Ranitidine has the potential to affect the absorption, metabolism or renal excretion of other drugs. The altered pharmacokinetics may necessitate dosage adjustment of the affected drug or discontinuation of treatment.
Interactions occur by several mechanisms including: Inhibition of cytochrome P450-linked mixed function oxygenase system: Ranitidine at usual therapeutic doses does not potentiate the actions of drugs which are inactivated by this enzyme system such as diazepam, lidocaine, phenytoin, propranolol and theophylline.
There have been reports of altered prothrombin time with coumarin anticoagulants (e.g. warfarin). Due to the narrow therapeutic index, close monitoring of increased or decreased prothrombin time is recommended during concurrent treatment with ranitidine.
Competition for renal tubular secretion: Since ranitidine is partially eliminated by the cationic system, it may affect the clearance of other drugs eliminated by this route. High doses of ranitidine (e.g such as those used in the treatment of Zollinger-Ellison syndrome) may reduce the excretion of procainamide and N-acetylprocainamide resulting in increased plasma levels of these drugs.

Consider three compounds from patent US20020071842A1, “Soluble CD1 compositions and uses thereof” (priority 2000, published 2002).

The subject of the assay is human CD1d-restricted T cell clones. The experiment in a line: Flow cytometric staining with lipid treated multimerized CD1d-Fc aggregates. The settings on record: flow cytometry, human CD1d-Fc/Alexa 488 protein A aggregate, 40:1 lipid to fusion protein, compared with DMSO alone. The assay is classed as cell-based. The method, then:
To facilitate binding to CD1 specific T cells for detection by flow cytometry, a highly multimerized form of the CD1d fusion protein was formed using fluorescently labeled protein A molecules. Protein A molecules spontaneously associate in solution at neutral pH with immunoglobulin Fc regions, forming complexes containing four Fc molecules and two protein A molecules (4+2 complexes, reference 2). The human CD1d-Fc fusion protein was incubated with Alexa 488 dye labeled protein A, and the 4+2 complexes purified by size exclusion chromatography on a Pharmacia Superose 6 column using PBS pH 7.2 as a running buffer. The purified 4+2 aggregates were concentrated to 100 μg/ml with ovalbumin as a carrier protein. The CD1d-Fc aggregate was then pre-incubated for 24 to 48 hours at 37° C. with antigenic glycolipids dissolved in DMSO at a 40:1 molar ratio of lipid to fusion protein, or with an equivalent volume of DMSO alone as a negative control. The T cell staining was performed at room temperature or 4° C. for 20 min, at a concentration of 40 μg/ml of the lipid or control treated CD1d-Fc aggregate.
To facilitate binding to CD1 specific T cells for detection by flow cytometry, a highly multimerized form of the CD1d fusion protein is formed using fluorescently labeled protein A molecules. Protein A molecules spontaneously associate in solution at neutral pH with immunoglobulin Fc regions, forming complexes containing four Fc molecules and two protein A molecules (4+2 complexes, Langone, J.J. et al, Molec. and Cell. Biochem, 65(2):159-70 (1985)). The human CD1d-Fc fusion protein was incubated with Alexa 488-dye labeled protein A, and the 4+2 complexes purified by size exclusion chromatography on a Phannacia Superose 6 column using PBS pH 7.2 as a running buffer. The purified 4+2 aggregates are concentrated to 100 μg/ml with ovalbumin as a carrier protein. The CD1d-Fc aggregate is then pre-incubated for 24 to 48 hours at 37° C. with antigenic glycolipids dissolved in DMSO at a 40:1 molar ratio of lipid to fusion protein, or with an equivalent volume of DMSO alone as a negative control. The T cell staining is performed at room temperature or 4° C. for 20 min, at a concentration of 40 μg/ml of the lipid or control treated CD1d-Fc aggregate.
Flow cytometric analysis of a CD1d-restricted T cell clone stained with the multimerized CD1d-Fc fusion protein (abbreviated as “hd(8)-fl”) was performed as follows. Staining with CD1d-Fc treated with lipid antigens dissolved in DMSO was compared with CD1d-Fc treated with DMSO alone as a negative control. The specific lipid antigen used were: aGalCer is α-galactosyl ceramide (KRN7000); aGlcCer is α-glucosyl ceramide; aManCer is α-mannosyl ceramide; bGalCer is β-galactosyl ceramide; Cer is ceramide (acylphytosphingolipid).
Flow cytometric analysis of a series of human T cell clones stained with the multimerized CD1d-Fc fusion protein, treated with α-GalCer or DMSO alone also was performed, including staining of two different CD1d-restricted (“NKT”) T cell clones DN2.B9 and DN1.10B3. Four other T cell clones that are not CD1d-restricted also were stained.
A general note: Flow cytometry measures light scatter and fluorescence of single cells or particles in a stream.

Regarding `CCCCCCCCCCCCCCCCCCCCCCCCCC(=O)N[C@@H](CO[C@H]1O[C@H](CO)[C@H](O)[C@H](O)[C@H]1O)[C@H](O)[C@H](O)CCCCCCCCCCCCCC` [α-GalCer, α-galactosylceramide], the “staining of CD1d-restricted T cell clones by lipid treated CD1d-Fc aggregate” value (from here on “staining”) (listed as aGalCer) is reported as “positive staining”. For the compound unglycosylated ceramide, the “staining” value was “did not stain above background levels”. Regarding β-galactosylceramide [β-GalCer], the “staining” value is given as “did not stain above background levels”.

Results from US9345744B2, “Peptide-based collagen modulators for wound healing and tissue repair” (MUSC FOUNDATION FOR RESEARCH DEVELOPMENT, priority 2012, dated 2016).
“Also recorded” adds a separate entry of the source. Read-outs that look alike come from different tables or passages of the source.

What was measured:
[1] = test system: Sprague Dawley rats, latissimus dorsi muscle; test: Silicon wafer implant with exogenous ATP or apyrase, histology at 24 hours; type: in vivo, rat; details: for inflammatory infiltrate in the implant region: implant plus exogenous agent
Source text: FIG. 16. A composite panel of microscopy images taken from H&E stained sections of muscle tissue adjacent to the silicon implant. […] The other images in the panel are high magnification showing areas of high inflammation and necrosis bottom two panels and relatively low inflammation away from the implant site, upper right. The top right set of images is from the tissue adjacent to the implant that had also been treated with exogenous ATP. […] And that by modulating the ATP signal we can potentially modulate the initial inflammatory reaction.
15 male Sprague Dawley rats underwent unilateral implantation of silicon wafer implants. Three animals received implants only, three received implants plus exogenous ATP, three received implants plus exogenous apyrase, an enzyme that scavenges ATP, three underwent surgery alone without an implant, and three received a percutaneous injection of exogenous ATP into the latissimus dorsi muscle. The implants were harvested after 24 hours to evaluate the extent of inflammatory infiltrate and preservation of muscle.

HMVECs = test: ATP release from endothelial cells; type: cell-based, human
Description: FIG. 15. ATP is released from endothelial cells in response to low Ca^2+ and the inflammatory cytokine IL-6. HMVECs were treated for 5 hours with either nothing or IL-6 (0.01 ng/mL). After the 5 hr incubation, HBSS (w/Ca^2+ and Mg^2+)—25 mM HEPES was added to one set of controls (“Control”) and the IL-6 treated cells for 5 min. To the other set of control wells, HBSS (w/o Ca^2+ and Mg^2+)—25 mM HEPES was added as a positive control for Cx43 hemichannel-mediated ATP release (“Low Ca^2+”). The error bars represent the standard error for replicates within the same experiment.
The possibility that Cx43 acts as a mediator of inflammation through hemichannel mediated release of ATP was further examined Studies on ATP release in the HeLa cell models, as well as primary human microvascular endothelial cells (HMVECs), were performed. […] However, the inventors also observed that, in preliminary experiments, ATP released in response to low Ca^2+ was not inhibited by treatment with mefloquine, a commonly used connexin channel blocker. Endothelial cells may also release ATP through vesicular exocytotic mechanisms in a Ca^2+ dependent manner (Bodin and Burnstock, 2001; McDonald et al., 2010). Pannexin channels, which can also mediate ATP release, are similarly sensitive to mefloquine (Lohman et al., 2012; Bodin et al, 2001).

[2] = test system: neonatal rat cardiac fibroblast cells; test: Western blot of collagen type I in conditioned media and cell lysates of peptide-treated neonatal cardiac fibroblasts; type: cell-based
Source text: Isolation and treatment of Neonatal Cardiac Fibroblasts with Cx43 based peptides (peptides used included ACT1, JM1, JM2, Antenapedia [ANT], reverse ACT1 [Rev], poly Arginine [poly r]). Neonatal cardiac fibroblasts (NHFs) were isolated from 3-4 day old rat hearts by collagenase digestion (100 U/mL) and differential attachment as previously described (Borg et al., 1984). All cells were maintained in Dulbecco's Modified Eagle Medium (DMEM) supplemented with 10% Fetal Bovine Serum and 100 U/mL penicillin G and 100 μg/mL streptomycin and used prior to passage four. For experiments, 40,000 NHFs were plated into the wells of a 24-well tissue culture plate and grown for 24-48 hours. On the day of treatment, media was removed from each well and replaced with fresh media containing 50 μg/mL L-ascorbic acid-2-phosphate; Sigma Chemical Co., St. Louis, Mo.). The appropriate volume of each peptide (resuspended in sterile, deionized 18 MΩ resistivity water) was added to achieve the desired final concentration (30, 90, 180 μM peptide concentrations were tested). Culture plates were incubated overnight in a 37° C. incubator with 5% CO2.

Alteration of gastric pH: The bioavailability of certain drugs may be affected. This can result in either an increase in absorption (e.g. triazolam, midazolam, glipizide) or a decrease in absorption (e.g. ketoconazole, atazanavir, delaviridine, gefitnib).
There is no evidence of an interaction between oral ranitidine and amoxicillin and metronidazole.
If high doses (2 g) of sucralfate are co-administered with oral ranitidine the absorption of the latter may be reduced. This effect is not seen if sucralfate is taken after an interval of 2 hours.